Please, all boaters, the principle source of trash and litter on this section of The New River is from boats. Please secure all trash on your boat. Elmer


Road Clean up on Route 58, June 29, 2004

For sixteen years the Izaak Walton League has been cleaning up trash four times every year for a two mile section along Highway 58.

We meet at the T & W restaurant and pick up north and south from there. Our Adopt-A-Highway signs are posted for this section.

Yesterday when we met to do the usual, there were the prisoners already at work doing what we usually do. This points out the lack of cooperation between organizations, both official and voluntary, in performing this task.

We went down to Firetower Road and cleaned it up instead. Here were bottles of all kinds. Some had been smashed by the mower. Beer cans and soda cans were numerous. Most of them had been hit by the mower and cut into jagged pieces of three, four and five for each can!

Then there was the Styrofoam and plastic from take-out purchasers.

These too were cut-up by the mower into beaucoup pieces.

We (all volunteers on roads) need to be notified before mowing!

What we really need is for all to simply stop littering. Why can’t we do this simple thing?

Would some psychiatrist please tell us why people continue to litter. Elmer


Cowhorn Creek-New River, June 26, 2004

Cowhorn Creek, June 26, 2004

I have often said, every paddle is different. Today proved it. I did not plan this paddle. Brian Wheat of New River Foundation did.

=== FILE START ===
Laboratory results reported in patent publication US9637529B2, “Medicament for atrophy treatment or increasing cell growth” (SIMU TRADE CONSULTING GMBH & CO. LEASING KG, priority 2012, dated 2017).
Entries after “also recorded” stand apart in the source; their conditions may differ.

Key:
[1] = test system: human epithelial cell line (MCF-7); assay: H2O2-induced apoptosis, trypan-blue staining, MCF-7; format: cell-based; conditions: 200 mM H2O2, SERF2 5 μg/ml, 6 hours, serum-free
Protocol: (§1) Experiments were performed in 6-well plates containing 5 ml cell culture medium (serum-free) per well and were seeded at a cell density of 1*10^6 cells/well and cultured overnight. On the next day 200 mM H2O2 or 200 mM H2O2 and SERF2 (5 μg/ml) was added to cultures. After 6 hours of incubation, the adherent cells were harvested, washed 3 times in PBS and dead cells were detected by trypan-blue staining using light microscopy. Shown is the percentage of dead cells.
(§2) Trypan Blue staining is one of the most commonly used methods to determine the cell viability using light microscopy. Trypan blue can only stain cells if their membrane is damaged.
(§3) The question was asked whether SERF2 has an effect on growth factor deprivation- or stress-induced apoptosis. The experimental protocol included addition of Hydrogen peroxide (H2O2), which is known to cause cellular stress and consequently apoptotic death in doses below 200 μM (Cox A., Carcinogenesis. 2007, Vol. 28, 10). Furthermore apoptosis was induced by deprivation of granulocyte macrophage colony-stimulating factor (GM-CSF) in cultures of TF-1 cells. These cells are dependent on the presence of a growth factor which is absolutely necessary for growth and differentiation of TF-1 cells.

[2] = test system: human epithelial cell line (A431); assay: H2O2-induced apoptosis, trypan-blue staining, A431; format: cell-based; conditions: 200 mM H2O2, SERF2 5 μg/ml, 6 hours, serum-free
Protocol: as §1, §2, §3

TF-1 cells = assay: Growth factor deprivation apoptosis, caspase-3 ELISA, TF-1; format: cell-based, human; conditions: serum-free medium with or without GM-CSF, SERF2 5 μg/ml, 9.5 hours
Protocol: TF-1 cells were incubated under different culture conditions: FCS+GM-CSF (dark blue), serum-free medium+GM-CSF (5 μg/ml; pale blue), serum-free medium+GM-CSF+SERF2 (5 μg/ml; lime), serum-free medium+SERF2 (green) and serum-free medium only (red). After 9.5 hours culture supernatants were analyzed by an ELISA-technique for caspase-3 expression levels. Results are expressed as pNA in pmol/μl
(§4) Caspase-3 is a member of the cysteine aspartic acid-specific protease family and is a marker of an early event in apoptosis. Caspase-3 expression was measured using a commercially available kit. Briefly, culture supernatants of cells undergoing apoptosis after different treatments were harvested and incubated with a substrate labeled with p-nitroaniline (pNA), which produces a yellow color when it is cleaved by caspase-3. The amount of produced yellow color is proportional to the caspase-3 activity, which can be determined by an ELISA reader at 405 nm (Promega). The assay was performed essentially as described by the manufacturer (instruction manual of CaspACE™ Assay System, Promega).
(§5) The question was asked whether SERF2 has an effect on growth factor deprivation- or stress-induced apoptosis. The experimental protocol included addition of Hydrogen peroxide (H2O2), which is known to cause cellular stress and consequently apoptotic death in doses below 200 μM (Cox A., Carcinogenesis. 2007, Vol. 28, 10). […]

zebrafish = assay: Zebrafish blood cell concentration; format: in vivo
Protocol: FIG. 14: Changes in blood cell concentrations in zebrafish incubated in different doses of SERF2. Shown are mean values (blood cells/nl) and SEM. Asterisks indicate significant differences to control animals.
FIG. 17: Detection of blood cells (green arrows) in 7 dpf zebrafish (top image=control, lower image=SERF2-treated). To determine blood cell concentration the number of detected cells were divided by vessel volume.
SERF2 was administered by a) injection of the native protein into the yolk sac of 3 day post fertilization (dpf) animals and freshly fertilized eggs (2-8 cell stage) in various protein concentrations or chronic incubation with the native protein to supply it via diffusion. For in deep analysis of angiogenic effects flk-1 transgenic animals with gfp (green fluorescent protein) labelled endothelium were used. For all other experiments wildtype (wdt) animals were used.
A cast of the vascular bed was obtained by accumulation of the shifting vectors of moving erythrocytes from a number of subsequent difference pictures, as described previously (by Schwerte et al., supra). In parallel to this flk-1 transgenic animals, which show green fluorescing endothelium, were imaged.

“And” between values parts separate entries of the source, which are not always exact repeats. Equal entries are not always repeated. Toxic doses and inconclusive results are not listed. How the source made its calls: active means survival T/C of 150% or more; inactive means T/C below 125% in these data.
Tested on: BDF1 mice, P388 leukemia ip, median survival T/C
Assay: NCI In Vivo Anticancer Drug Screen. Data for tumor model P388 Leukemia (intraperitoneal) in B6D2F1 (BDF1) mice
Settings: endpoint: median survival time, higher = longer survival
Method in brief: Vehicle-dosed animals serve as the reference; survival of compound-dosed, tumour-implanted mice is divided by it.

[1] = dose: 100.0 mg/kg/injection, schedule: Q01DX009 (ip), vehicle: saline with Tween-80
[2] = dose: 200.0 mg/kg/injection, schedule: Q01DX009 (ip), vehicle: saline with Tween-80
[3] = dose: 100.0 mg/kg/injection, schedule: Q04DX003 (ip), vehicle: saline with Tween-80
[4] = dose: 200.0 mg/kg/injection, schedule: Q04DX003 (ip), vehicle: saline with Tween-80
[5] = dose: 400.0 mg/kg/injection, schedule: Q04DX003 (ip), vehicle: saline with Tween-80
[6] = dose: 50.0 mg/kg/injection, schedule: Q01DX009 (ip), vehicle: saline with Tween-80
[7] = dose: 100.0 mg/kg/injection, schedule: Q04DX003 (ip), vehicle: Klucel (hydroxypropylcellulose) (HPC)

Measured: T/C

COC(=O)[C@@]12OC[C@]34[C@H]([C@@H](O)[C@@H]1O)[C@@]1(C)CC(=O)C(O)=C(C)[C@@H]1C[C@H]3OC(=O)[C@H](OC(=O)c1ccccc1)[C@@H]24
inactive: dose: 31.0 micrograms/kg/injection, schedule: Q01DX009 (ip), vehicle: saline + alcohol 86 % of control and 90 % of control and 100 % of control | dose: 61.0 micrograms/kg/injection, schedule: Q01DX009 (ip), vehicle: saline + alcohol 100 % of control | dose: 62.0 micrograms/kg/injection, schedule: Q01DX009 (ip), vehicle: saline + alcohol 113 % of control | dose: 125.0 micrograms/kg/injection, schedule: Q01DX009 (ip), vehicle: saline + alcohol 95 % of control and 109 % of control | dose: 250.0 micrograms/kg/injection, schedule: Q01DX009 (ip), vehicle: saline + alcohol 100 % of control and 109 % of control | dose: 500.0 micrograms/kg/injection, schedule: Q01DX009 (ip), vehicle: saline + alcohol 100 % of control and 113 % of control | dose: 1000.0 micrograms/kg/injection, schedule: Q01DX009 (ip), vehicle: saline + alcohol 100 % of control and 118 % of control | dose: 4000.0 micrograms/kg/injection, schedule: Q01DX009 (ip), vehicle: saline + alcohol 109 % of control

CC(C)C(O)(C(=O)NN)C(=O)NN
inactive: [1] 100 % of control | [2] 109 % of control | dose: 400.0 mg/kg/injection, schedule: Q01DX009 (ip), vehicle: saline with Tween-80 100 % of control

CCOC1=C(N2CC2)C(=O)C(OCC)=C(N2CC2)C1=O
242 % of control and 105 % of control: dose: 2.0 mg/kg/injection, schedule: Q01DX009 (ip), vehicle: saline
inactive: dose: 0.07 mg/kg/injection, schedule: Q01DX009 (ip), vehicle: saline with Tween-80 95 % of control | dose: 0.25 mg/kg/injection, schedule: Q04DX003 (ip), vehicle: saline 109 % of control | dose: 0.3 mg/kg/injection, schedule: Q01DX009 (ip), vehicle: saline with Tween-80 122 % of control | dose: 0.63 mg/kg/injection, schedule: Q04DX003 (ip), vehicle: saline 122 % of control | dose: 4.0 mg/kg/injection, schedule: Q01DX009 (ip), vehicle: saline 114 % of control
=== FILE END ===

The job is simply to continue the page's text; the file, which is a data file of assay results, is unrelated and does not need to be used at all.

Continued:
So, I was late getting there. Everyone had left. I have never been late before. I did have to go to Mike Banks in Belgrade to get a come-a-along, but that is a poor excuse. I knew I had to do that and should have allowed for the time necessary.

While I was launching my canoe a man came paddling up stream in a kayak to take out. It was It was John Althouse of the Daily News. We floated and talked and he took pictures. We had a long talk about littering and trashing of our lands and waters and how to stop it.

When I paddled on down Cowhorn Creek it was more beautiful than ever. The lush new green growth was every where. There was absolutely no trash starting out for me. I did pick up one beer can. The others before me did a good job.

I came to a beaver dam. It had been opened up. That is, there was a torrent of water flowing though it so I just cruised down over it in a rapid which was delightful.

Soon, I came upon another rapid through another beaver dam. Who says we do not have rapids in eastern Carolina? The beavers make them for us..We just have to open a gap in them and voila, we have a rapid!

This is when I realized I had left Mike’s come-along in my truck. So, I turned around and paddled back up to get it. Well, if you are paddling up stream, a beaver dam in place is far better than a beaver dam with a torrent of water rushing through an opening.

I tried every conceivable maneuver to paddle up and over the dam. I almost made in several attempts. Then I got out of my canoe. And pulled it up over the dam . And, lo and behold, I got in and went back down through the rapids backwards.

So, the next time I grounded the canoe on land after pulling it over again. Then I got in it and successfully left that beaver dam behind me.

Fortunately the next beaver dam was not as difficult to paddle through up stream and I made it on the second attempt.

When I got back to the launch area at Steed’s Park there was a young couple launching their canoe with a lovely blond, girl child in the middle. They were in a precarious position The front end of the canoe was in the water with Mamma and the rear was high up on land.